March 24, 2009

Incorrect Information - Congress and the Witch Hunt

For me, there is nothing worse than incorrect information. We all make mistakes and misstatements, but just complete an utter incorrect information is just wrong. When I do it, I try to apologize and at least be humble.

Earlier today (Tuesday), I watched some of the U.S. House of Representative's Financial Services committee meeting with Federal Reserve Chairman Ben Bernanke, U.S. Secretary of Treasury Tim Geithner, and Federal Reserve Bank of New York President William Dudley testifying. I can honestly say that I have never been so embarrassed to see our politicians in action than I was today. Without calling out individual Representatives, let me just say that the "Grill on the Hill" as CNBC was calling it this morning prior to the hearing was exactly right.

Many of our representatives, from both parties, are either uneducated (I do not believe that) or just playing up to the media when these witch hunts take place. Let me give a few examples:

  • I heard one Representative essentially let Secretary Geithner know (by just about screaming) that it was evident that Goldman Sachs was behind the various bailouts to make money (completely untrue). In fact, they asked if his Chief of Staff worked at Goldman before. When Geithner said that it was one of several places, the accuser just kept on about how it was all a conspiracy (just do not ask the accuser about some of the various things that have surfaced lately about their personal life).
  • Another asked where in the Constitution did the Treasury or the Federal Reserve have the power to make their various moves. When Geithner tried to answer about the various powers that Congress had legislated, the questioner stopped him and said... the Constitution.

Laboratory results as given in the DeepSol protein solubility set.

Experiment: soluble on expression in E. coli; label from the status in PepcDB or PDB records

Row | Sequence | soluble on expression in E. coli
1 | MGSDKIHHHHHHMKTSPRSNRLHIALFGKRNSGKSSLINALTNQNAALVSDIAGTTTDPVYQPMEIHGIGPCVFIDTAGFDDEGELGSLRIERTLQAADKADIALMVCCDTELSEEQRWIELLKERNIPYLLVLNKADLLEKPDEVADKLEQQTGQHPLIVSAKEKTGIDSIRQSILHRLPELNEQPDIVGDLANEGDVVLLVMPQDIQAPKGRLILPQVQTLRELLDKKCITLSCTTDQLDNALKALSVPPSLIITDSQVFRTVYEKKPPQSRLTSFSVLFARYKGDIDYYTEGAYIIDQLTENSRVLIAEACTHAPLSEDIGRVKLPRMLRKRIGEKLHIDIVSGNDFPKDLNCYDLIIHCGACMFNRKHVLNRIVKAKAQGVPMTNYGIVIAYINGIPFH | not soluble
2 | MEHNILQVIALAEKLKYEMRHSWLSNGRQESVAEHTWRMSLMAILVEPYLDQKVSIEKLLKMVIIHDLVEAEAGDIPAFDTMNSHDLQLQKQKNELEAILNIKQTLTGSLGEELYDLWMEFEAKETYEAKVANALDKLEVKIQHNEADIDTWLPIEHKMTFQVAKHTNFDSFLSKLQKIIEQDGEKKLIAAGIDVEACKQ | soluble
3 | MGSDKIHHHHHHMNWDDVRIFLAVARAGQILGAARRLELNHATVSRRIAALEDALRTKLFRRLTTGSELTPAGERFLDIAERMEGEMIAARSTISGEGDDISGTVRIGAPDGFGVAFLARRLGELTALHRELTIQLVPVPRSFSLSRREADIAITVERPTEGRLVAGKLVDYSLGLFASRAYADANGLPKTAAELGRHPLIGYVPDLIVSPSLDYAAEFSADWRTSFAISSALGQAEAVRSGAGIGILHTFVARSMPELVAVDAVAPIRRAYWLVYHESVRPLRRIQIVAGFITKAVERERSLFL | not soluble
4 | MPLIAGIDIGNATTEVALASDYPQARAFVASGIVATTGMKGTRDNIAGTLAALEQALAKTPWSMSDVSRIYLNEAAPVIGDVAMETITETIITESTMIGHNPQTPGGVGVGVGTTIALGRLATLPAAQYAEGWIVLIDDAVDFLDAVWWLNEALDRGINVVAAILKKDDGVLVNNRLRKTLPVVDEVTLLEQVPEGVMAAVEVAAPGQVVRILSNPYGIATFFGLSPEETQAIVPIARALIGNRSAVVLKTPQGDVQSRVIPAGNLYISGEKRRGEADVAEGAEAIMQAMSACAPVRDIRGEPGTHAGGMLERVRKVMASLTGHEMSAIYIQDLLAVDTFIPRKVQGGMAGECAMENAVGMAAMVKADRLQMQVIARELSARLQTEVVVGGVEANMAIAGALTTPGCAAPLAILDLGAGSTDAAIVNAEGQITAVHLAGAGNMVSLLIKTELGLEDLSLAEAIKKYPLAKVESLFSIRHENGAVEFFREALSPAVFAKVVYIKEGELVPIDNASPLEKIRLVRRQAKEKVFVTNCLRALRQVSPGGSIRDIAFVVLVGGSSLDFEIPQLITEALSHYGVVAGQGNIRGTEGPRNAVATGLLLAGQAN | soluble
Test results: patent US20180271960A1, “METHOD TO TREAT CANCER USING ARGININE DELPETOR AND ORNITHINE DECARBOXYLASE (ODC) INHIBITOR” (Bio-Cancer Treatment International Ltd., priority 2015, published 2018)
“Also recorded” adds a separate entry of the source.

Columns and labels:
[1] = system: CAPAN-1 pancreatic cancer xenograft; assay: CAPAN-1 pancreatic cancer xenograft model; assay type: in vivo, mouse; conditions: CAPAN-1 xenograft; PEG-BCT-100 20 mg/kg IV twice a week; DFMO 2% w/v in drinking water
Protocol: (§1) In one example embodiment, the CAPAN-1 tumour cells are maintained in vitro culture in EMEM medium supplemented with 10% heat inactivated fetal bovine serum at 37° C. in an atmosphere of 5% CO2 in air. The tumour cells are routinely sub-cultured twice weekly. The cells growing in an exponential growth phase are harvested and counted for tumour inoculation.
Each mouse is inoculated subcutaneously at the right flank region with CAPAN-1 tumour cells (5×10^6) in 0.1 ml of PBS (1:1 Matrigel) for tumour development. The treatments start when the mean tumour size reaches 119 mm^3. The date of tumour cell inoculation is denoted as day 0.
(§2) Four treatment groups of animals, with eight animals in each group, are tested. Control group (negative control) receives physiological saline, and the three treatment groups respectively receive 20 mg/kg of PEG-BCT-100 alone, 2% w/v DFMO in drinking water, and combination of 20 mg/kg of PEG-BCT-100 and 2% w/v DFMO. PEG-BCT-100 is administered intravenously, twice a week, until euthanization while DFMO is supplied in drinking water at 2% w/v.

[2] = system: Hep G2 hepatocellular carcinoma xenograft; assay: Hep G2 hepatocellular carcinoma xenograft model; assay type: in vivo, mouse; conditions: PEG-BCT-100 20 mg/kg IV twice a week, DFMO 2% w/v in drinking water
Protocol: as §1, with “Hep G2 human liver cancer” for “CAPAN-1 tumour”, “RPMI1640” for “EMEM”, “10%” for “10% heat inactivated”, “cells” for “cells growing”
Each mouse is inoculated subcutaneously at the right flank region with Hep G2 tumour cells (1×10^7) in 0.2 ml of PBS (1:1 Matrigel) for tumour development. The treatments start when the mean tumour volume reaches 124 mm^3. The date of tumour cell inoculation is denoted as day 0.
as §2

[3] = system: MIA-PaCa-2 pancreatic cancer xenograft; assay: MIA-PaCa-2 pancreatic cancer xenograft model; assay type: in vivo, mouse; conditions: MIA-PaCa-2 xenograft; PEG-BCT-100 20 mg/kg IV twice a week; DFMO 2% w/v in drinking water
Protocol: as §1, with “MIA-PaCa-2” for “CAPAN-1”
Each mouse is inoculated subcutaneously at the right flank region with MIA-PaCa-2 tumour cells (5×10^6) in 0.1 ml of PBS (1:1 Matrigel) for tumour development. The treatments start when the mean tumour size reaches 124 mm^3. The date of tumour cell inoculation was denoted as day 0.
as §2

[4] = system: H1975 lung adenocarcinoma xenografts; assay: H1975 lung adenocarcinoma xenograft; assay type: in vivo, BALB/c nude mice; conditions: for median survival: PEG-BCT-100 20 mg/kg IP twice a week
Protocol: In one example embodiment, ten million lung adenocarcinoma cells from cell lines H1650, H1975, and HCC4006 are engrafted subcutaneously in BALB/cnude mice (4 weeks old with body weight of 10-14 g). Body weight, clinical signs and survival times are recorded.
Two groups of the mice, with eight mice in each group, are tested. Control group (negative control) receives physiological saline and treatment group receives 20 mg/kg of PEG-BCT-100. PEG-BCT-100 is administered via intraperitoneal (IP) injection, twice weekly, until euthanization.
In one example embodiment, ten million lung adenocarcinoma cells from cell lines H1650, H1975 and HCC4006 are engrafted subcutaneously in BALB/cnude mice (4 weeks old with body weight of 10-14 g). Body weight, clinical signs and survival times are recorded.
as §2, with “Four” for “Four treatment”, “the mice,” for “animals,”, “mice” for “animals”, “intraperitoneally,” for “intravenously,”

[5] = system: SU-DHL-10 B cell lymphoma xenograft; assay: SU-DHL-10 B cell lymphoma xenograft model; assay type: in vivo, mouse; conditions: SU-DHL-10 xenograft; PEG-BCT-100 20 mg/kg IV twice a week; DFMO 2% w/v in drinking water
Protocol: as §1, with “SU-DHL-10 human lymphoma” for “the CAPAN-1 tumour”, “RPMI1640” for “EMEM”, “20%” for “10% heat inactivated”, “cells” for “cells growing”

• Finally, one made me so angered that I felt the need to write a letter explaining my embarrassment. The Representative essentially accused Bernanke and Geithner of using the AIG bailout funds to help any person with an AIG retirement account, so unlike the rest of us that loss "40% to 50%," they did not lose anything. How do you answer a question that is so far off base that it is just plain wrong?
    I nicely (unlike the tone the Representative took with Bernanke and Geithner) tried to explain in my letter that the AIG VALIC accounts (many of my readers have e-mailed me their statements) lost just as much as everyone else. They are invested in the same type of mutual funds that everyone else is, and they shared the same pain as everyone else did as the stock market plunged in the fall. How were those accounts saved again?
I am not going to call any one person out, but instead I would like to let it be known that if you do not have all of the information, please get it prior to asking questions. I was embarrassed by the lack of respect shown to these men testifying and the lack of preparation prior to asking questions.

I finished my letter with: "These are troubling times for the nation, economy, and stock market, and it will take a continued collaborative effort to move forward. I do not agree with all of the moves of our leaders from either party, but true bipartisan efforts will help to make a difference. I hope that you agree and that calmer heads will prevail."

I am sure my comments will fall upon deaf ears, but at least I have tried to speak. Let me go bang my head against the wall on another subject.

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